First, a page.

Norman Miners – LaB 42-50

Monday 18 May 2020

Submitted by Robert Miners

Norman John Miners attended CH from Sept 1942 until April 1950.  He was the House Captain and a Sergeant in the cadet force in his final two terms.  He won the Rice prize in May 1949 for translation into Latin.  He perfected riding a bike while at school.  The Blue of July 1948 noted that he can “make do with half the road now, but still really prefers the ditch or pavement”

Rationing meant the 1942 intake did not have Housey dress until the Lower IVth.  Boys had to arrive with gas masks in the trunks.  Norman recalled the tumult in the day room when 50 boys all tried to read three daily newspapers to keep up with news of the war.  Oswald Flecker would read out the names of old Blues who had died on active service during the Sunday service.  Norman recalls one death being a former member of Lamb B whom the older boys knew.

During the summer term of 1944 the roads around the school were full of military vehicles in preparation for D-Day.  Soon after the invasion began, doodle-bugs started being launched at London.  A couple landed in the school grounds and the junior boys’ dormitory was moved into the tube as a precaution.

Norman recalled that the news of the end of the war came during prep.  All the boys rushed into the avenue to celebrate.  The hymn at the evening service, chosen weeks prior, was “The strife is o’er, the battle done”.  The next day the boys marched to Sharpenhurst and burnt a hayrick in celebration.

In Norman’s final year Oswald Flecker recommended him for a place on a three month tour of Africa which was paid for with funds remaining in the “South African Aid to Britain” fund after the war.   T.E. Archbold wrote a note saying that he envied Norman for the opportunity and telling him not to be “airsick”.  Twenty-two school boys were chosen to go.  They met Clement Atlee at No. 10 before flying to Nairobi in stages then travelling by bus to Cape Town. Norman missed the final term at school.

After returning from Africa Norman did two years of National Service in the UK before going up to Corpus Christi College, Oxford in 1952 on a scholarship.  He was awarded a First Class degree in Literae Humaniores and a university prize for Ancient History in 1956.  While at Oxford Norman met Sir Christopher Cox, who advised the Colonial Office about education.  Norman decided to join the Colonial Education Service and in 1957 sailed for Nigeria to take up a position at King’s College, Lagos.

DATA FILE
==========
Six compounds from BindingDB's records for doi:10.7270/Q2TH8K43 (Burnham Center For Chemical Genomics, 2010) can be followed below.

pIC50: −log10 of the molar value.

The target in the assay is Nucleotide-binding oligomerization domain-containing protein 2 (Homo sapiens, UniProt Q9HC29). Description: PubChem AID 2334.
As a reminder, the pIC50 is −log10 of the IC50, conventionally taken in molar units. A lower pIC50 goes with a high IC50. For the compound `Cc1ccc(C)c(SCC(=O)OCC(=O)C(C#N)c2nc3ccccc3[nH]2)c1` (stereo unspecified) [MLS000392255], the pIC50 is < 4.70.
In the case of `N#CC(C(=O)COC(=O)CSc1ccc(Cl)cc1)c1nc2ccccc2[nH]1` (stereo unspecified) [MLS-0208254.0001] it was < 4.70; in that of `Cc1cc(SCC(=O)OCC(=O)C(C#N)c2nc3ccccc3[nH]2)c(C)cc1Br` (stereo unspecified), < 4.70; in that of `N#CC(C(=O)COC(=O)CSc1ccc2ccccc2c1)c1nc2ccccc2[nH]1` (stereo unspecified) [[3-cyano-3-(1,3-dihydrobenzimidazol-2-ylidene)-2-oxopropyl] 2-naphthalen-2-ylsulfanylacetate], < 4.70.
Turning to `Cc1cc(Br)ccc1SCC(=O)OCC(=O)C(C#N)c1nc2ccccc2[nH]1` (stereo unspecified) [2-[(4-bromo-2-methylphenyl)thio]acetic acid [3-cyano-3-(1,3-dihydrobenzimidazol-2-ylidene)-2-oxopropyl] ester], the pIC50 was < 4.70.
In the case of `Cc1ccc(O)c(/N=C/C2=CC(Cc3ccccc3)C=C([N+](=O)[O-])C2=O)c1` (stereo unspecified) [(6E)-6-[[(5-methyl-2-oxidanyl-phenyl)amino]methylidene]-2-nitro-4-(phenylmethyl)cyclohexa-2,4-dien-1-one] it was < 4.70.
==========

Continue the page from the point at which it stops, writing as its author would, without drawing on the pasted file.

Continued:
At King’s College Norman ran the cadet force and succeeded in getting Latin removed from the curriculum. He stayed after Nigeria became independent in 1960. He married Wilma Roberts, also a school teacher, in 1965.  A military coup in 1996 led to changes in the government education budget and thwarted Norman’s ambition to be a headmaster of a new government school.  He and Wilma left and returned to the UK.  The Nigerian civil war, or the Biafran war, began the following year.

Norman was awarded a Social Sciences Research Fellowship which he used to write a PhD at the University Exeter between 1966 and 1968.  The subject was the Nigerian Army 1956-1966.  Norman was able to draw on the knowledge of former King’s College cadets for information.  Some cadets died in the 1966 coups and others fought on opposing sides in the civil war.  The PhD was adapted and published as a book in 1970.   A prominent Nigerian politician claimed libel and demanded damages which were far greater than Norman could afford.  Fortunately the commander of the Nigerian army corroborated Norman’s account of the 1966 coups.

In 1969 Norman took up a post as lecturer at the University of Hong Kong.  He left Wilma, pregnant, in the UK.  She and their first son joined him the following year.  They had a second son two years later.

In 1975 Norman published the “Government and Politics of Hong Kong”.  He updated it four times over the next 20 years.  The fifth edition was published in 1995, shortly before his retirement.  It became the definitive text on its subject.  Norman was a frequent commentator on politics and the negotiations about the post-1997 status of Hong Kong.  The book was translated into Chinese and published in Shanghai. The leader of the Chinese side in the negotiations leading to the 1984 Joint Declaration told him how useful the book had been.

Norman and Wilma spent their time travelling, reading, swimming and going to the theatre.  Norman made several return visits to Hong Kong after retirement, mostly recently in 2011.  He kept a keen interest in Nigeria and Hong Kong.  He added a newspaper cutting to his Hong Kong file on the day before he died.

Norman had a deep affection for the school and the opportunities which it gave him.  He kept many momentoes of his schooldays.  During Norman’s final term his father, a former polceman suffering from an incurable illness, made an unusual request. He asked to meet the headmaster, Oswald Flecker, and Norman’s classics master, Mr Macnutt, to thank them personally for everything which the school had done for his son.  My father carried the same appreciation of the school throughout his life.  His headmaster in London told his parents that going to CH was the opportunity of a lifetime, and so it proved to be.